Regardless, I digress, because David continued that he was so lucky to have such friends in such exalted, high places and that he had just spent the weekend in an igloo with the chief executive of Nokia! And he proclaimed that from such a VIP vantage point – this cosy nook with the CEO of the most valuable company in the world – both looking misty eyed at the Northern Lights, that they had both concluded that the future just seemed so bright not only for the present, with Nokia’s huge 30% global market share (2x its nearest competitor), its big fat profit margins, and the fact that everyone loved its phones (?), but that the future promised to be even brighter.

I think it was the shameless name dropping that annoyed me most. I had found my best idea – short Nokia! And so, I countered that David and I shared more than a common ancestry, not our take on the future, but that we had some common investors. It’s just that I didn’t hang on their every word nor had I been invited to hang out on the ice. That I kept myself to myself. I don’t think I had any rage against Nokia in particular. I will pass on offering you a fundamental argument for why Nokia peaked at the end of 1999. I think that fundamentals as a reason are redundant in the kind of exponential terminal stage that we were then experiencing. My point was rather that we were towards the end of a price-bubble and that sooner rather than later it would come crashing down and Nokia as one of the darlings of the movement would come crashing down with it.

That I was correct is not the point of this story. But rather as I got back to the office, I discovered, much to my horror, that someone had ratted on me. That Carphone Warehouse was on the phone to my boss and they were seriously unhappy, “how dare you say such bad things about us in public”? Crispin Odey at times like this was just such a great boss. And he made light of the matter and despite insisting that I had to to call and apologize he wanted to wager on how many times a cocky ass like myself could say sorry! I remember beginning the conversation in front of our team by saying how I really was sorry, sorry, sorry, sorry, sorry, sorry. Sorry, I should never have said that…sorry.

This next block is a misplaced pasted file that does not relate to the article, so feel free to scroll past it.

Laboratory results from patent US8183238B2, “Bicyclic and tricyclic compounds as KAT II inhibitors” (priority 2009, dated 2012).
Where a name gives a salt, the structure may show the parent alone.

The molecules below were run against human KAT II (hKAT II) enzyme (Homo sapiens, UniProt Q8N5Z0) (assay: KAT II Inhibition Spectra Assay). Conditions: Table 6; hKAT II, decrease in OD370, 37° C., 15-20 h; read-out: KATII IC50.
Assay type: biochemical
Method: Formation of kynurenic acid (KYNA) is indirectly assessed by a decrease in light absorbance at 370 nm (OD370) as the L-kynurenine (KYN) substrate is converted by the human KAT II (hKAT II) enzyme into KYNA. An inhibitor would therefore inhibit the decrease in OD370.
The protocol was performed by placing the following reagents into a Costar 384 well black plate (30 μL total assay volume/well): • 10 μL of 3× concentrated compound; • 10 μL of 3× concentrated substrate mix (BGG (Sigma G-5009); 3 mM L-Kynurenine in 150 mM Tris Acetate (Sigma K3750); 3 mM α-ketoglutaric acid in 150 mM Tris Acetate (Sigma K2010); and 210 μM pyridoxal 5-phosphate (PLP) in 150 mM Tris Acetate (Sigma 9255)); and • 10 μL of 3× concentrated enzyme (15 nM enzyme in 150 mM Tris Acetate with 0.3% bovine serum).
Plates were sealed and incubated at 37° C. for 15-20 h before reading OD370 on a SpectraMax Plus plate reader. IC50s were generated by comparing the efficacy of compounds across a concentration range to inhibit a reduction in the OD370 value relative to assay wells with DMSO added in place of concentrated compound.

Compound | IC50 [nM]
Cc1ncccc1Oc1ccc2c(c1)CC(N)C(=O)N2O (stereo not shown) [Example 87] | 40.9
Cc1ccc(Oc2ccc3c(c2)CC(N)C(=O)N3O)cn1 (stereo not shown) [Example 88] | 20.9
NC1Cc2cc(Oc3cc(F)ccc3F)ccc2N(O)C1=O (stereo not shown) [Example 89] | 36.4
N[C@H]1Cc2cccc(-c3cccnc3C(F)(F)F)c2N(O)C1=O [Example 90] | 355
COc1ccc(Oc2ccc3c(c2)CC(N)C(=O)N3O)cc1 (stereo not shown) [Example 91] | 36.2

I bought some Nokia just recently and I am way too early in buying it; indeed, I am feeling such a wave of revulsion that I may reverse the trade. Remember I seek confirmation for my crazy ideas: I needed Durbin Deep, the gold mining stock, to triple before I bought it at 10 in May this year before it subsequently traded to 18 just two months later.

But I purchased Nokia for the worst of reasons. Yes, it’s had a devastating bear market – who knew, David, back then sitting in that igloo? –  but even so these stocks can remain profoundly volatile at the bottom their historic price ranges and they can thrash around endlessly awaiting a future more gilded, less uncertain. This volatility can be enough to bankrupt you if you get your positioning wrong.

But the hook for me is the narrative surrounding fifth generation telecom infrastructure spend allied with the fact that Nokia seems durable enough to survive on its own as it is. However, there is optionality from the politically ordained demise of Huawei; its more successful Chinese competitor. There are some other Asian competitors, but I understand that their technology is inferior which just leaves Nokia and Ericsson.

I can’t fully understand why, with the US waging this political war against China, that it doesn’t have its own American national champion to pick up the pieces from the demise of Huawei. But then remember that embedded within Nokia is Alcatel Lucent. Lucent had been a big US telecom infrastructure play back during the TMT bubble in the 90s. It was acquired by the French after the demise of the huge order cycle and then the new entity was subsequently passed onto Nokia as the equipment suppliers continued their frantic game of survival and they shuffled assets back and forward between themselves after the huge bounty of 4G orders and investor sentiment had long since vanished.